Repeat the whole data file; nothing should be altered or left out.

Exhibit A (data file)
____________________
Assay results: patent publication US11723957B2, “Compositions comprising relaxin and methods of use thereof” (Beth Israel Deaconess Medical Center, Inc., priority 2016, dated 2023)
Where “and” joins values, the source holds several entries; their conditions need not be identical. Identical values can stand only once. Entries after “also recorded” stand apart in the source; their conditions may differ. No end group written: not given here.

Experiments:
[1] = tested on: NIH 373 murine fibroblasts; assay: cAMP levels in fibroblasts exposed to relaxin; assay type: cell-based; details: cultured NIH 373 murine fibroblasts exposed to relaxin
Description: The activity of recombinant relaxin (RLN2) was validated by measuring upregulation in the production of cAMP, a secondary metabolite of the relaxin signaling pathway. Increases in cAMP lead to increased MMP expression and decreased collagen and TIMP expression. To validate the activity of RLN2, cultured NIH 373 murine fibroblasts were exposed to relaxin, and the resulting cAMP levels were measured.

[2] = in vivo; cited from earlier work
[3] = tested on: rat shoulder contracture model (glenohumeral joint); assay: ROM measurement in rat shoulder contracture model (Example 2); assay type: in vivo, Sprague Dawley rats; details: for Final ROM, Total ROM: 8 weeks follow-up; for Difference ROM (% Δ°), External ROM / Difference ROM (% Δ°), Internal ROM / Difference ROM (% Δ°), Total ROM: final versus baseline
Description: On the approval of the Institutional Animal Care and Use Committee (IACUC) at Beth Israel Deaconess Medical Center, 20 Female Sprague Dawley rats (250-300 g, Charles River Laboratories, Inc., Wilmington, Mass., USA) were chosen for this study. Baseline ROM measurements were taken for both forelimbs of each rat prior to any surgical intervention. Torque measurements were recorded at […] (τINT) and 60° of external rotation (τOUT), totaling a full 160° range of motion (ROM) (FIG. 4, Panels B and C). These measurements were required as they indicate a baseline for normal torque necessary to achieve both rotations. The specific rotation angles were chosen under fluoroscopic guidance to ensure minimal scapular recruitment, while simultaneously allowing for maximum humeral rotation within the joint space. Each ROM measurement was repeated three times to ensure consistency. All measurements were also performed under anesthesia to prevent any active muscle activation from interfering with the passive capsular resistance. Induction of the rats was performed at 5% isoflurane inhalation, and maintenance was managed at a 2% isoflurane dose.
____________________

Assay results: patent publication US11723957B2, “Compositions comprising relaxin and methods of use thereof” (Beth Israel Deaconess Medical Center, Inc., priority 2016, dated 2023)
Where “and” joins values, the source holds several entries; their conditions need not be identical. Identical values can stand only once. Entries after “also recorded” stand apart in the source; their conditions may differ. No end group written: not given here.

Experiments:
[1] = tested on: NIH 373 murine fibroblasts; assay: cAMP levels in fibroblasts exposed to relaxin; assay type: cell-based; details: cultured NIH 373 murine fibroblasts exposed to relaxin
Description: The activity of recombinant relaxin (RLN2) was validated by measuring upregulation in the production of cAMP, a secondary metabolite of the relaxin signaling pathway. Increases in cAMP lead to increased MMP expression and decreased collagen and TIMP expression. To validate the activity of RLN2, cultured NIH 373 murine fibroblasts were exposed to relaxin, and the resulting cAMP levels were measured.

[2] = in vivo; cited from earlier work
[3] = tested on: rat shoulder contracture model (glenohumeral joint); assay: ROM measurement in rat shoulder contracture model (Example 2); assay type: in vivo, Sprague Dawley rats; details: for Final ROM, Total ROM: 8 weeks follow-up; for Difference ROM (% Δ°), External ROM / Difference ROM (% Δ°), Internal ROM / Difference ROM (% Δ°), Total ROM: final versus baseline
Description: On the approval of the Institutional Animal Care and Use Committee (IACUC) at Beth Israel Deaconess Medical Center, 20 Female Sprague Dawley rats (250-300 g, Charles River Laboratories, Inc., Wilmington, Mass., USA) were chosen for this study. Baseline ROM measurements were taken for both forelimbs of each rat prior to any surgical intervention. Torque measurements were recorded at […] (τINT) and 60° of external rotation (τOUT), totaling a full 160° range of motion (ROM) (FIG. 4, Panels B and C). These measurements were required as they indicate a baseline for normal torque necessary to achieve both rotations. The specific rotation angles were chosen under fluoroscopic guidance to ensure minimal scapular recruitment, while simultaneously allowing for maximum humeral rotation within the joint space. Each ROM measurement was repeated three times to ensure consistency. All measurements were also performed under anesthesia to prevent any active muscle activation from interfering with the passive capsular resistance. Induction of the rats was performed at 5% isoflurane inhalation, and maintenance was managed at a 2% isoflurane dose.